Although the California MediCal program is administered by a state agency, this program and all state programs which qualify for federal Medicaid funds have substantial contacts with the federal government. As indicated above, MediCal was apparently enacted so that California could qualify for federal Medicaid funds. (See California Medical Assn. v. Brian, 30 Cal. App. 3d 637, 642, 106 Cal. Rptr. 555 (1973), California Welfare and Institutions Code sections 14003, 14019, 14053(14) and (17)). Disbursements to state medical assistance programs through Medicaid are subject to a myriad of *1147 federal regulations. (See generally 42 U.S.C. §§ 1396a, 1396c, and 45 C.F.R. 249.10 et seq.) For example, section 1396a(4) and (5) of the Medicaid Act define numerous requirements for the internal structure of a qualifying state medical assistance program. Section 1396a(6) provides that the state agency "will make such reports, in such form and containing such information, as the Secretary [of Health, Education and Welfare] may from time to time require . . .." Numerous federal Medicaid requirements are directed to the problem of the submission of claims through the state medical assistance agency. Section 42 U.S.C. § 1396a(23) requires that a state plan must "provide that any individual eligible for medical assistance (including drugs) may obtain such assistance from any institution, agency, community pharmacy, or person, qualified to perform the service . . . who undertakes to provide him such services;" Section 42 U.S.C. § 1396a(27) requires that a state plan must include agreements, with all persons who provide services to individuals covered by the plan, which insure that such records are kept "as are necessary fully to disclose the extent of the services provided . . .." Section 42 U.S.C. § 1396a(30) requires that a state plan must provide "such methods and procedures . . . as may be necessary to safeguard against unnecessary utilization of such care and services and to assure that payments (including payments for any drugs provided under the plan) are not in excess of reasonable charges consistent with efficiency, economy, and quality of care." Section 45 C.F.R. 250.80(a)5(i) requires that claims forms for claims submitted to the state agency be imprinted in boldface type with the following statement: "I understand that payment and satisfaction of this claim will be from Federal and State funds, and that any false claims, statements, or documents, or concealment of a material fact, may be prosecuted under applicable Federal or State laws." Finally, 45 C.F.R. § 250.30(b)2 sets upper limits for the price charged for prescription drugs in accord with specific standards but in no event to exceed the provider's usual and customary charge to the general public. As noted earlier, the Secretary of Health, Education and Welfare has the authority to withhold federal funds in whole or part from any state program which is not in compliance with the numerous requirements of the Medicaid Act. (42 U.S.C. § 1396c).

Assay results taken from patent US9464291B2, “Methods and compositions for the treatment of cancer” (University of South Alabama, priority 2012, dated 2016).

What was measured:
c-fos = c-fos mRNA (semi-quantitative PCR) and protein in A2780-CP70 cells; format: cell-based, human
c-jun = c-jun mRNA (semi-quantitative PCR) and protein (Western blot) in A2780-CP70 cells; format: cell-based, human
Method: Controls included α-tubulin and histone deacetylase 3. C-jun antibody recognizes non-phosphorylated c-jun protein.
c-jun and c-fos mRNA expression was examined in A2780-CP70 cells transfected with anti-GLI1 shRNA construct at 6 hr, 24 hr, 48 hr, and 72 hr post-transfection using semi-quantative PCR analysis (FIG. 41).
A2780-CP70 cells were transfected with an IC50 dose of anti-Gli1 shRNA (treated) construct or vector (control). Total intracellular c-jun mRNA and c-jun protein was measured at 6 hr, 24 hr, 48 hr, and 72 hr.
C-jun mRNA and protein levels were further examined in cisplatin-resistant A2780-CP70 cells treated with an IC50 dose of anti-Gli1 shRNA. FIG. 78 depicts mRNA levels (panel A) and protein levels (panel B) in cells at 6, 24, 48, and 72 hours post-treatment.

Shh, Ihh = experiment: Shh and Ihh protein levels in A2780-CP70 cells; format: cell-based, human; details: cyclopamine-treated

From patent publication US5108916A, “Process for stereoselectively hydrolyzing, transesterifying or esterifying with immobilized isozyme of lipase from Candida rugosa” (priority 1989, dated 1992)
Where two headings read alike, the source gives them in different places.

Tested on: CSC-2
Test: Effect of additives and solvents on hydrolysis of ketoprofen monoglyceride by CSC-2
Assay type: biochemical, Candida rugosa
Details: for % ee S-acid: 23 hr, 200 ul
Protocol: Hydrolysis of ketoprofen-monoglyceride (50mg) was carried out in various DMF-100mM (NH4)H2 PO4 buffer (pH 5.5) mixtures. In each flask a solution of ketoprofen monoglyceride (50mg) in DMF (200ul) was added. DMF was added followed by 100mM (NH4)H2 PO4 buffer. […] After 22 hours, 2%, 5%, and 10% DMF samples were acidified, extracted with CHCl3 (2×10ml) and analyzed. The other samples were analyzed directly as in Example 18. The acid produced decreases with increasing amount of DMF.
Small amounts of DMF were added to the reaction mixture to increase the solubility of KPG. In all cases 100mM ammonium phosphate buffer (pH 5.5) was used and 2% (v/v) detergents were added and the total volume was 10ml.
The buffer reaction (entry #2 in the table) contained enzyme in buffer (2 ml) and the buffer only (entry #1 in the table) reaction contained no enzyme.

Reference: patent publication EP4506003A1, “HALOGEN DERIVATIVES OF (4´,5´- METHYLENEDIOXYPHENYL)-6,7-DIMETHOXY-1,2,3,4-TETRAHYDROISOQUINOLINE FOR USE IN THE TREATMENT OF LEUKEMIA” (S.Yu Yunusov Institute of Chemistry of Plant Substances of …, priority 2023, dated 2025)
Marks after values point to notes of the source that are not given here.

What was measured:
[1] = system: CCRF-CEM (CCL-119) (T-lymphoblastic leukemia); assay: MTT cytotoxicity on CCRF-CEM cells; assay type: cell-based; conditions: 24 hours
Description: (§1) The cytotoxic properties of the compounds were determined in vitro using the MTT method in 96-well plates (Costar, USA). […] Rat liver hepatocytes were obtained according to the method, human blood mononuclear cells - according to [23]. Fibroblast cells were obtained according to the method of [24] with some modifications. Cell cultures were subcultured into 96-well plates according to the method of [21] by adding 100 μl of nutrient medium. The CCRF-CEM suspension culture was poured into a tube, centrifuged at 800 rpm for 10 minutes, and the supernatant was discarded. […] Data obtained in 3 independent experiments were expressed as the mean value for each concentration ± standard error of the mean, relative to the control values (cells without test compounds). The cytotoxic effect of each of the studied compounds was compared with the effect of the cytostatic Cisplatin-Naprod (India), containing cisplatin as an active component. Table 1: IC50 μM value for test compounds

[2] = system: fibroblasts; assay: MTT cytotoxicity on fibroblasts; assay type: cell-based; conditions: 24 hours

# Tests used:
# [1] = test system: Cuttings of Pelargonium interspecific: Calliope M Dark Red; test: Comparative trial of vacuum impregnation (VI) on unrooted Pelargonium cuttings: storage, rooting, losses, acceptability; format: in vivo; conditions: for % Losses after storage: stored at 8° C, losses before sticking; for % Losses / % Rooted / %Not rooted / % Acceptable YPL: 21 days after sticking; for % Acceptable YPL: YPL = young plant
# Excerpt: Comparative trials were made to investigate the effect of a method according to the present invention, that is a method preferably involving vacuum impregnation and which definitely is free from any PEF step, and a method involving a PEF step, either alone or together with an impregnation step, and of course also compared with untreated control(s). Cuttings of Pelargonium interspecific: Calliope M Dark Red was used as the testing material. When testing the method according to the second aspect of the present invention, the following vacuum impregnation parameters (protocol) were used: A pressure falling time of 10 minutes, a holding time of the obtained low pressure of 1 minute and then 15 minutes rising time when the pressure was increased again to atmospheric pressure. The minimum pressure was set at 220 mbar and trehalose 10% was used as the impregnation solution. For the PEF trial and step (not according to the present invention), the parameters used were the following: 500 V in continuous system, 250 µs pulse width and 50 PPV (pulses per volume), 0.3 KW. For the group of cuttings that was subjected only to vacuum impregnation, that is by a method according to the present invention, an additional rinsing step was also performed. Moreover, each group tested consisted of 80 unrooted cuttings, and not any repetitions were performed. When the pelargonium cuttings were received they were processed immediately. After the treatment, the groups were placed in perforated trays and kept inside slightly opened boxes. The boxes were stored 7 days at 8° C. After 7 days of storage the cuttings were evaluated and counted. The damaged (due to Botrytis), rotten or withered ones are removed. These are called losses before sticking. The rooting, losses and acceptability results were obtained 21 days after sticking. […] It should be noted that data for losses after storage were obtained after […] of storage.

Further evidence that the federal government has significant contacts with claims submitted under state Medicaid programs is given by the fact that Congress has made it a crime to submit false Medicaid claims.